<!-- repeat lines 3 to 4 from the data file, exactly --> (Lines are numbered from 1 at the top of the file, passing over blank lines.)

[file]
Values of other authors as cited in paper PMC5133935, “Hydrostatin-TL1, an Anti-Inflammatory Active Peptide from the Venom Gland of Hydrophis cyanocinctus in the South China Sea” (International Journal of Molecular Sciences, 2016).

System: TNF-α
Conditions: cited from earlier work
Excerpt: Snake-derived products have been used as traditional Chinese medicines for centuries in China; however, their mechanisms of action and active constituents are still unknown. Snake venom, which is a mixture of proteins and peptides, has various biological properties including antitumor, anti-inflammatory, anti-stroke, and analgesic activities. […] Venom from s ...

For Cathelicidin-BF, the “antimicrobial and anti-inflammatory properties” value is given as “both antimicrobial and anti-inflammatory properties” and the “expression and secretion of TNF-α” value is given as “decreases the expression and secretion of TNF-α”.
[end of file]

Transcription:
Conditions: cited from earlier work
Excerpt: Snake-derived products have been used as traditional Chinese medicines for centuries in China; however, their mechanisms of action and active constituents are still unknown. Snake venom, which is a mixture of proteins and peptides, has various biological properties including antitumor, anti-inflammatory, anti-stroke, and analgesic activities. […] Venom from s ...